View of a shopping street in Shanghai, China. (Photo: Agencies)
The U.S.' withdrawal from the World Trade Organization (WTO) will do little to hurt China's economic growth, but will backfire on the U.S., said Marc L. Busch, professor of International Business Diplomacy at Georgetown University on Monday.
Busch wrote in a commentary on The Hill that popular critics of the WTO say that the institution has "paved way for China's economic ascendancy," while none of the critics were able to explain how a U.S. withdrawal from the WTO would reverse China's gains.
The speculation goes as, if unconstrained by the WTO, Washington would hold more leverage over Beijing as it can raise tariffs higher.
Busch emphasized that waves of Section 301 tariffs against China were at odds with the U.S.' WTO commitments, which instead have punished U.S. consumers, retailers and industries that depend on imported goods, as well as exporters.
He added that U.S. companies have since lobbied for exclusions from crippling tariffs, which has diverted their energy away from innovation.c
"The U.S. will retaliate for Chinese retaliation for U.S. retaliatory tariffs. If this is the future of U.S. trade politics, lawyers who file for exclusions will make out just fine, but everyone else will lose out," the professor wrote.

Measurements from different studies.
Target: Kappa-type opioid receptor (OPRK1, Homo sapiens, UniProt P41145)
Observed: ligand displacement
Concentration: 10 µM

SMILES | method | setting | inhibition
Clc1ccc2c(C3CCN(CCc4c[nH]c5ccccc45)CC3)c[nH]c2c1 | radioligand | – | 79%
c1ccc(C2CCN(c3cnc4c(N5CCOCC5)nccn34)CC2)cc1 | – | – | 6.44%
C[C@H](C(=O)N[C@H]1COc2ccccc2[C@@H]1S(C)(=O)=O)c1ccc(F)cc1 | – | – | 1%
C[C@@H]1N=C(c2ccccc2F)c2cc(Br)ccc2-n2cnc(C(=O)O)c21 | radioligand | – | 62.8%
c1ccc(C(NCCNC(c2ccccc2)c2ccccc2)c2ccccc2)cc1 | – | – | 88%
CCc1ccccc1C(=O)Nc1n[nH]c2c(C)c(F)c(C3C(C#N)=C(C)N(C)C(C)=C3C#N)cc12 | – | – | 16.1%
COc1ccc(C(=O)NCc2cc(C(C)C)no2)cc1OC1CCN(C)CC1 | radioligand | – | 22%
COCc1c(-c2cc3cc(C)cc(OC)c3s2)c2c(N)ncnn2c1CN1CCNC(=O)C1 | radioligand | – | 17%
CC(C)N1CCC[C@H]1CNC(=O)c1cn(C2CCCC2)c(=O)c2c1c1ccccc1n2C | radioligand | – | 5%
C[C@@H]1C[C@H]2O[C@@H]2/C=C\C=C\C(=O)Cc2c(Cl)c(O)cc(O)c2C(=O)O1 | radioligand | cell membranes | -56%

He added that, the act counts as "the victory of inside politics over commerce."
The U.S. Chamber of Commerce underscored the importance of functional China-U.S. ties earlier this month, saying that China's 1.4 billion consumers represented the fastest growing market for U.S. companies.
The Chamber acknowledged the geopolitical and economic challenges the two countries encounter, while emphasized that a functional relationship was "in the fundamental interests of Americans, and of peace and stability in the world."
Zhao Lijian, Chinese Foreign Ministry spokesperson responded to the report saying that the nature of China-U.S. economic and trade relations is mutually beneficial and win-win. He added that China is committed to working with the U.S. side to develop a relationship featuring non-conflict, non-confrontation, and mutual respect.
Trade between the two countries increased to 39.7 billion U.S. dollars in April, up over 40 percent from the prior month, surpassing Mexico and Canada, according to a Wall Street Journal report earlier this month. The paper called China a "bright spot" for the United States in a "gloomy global trade picture."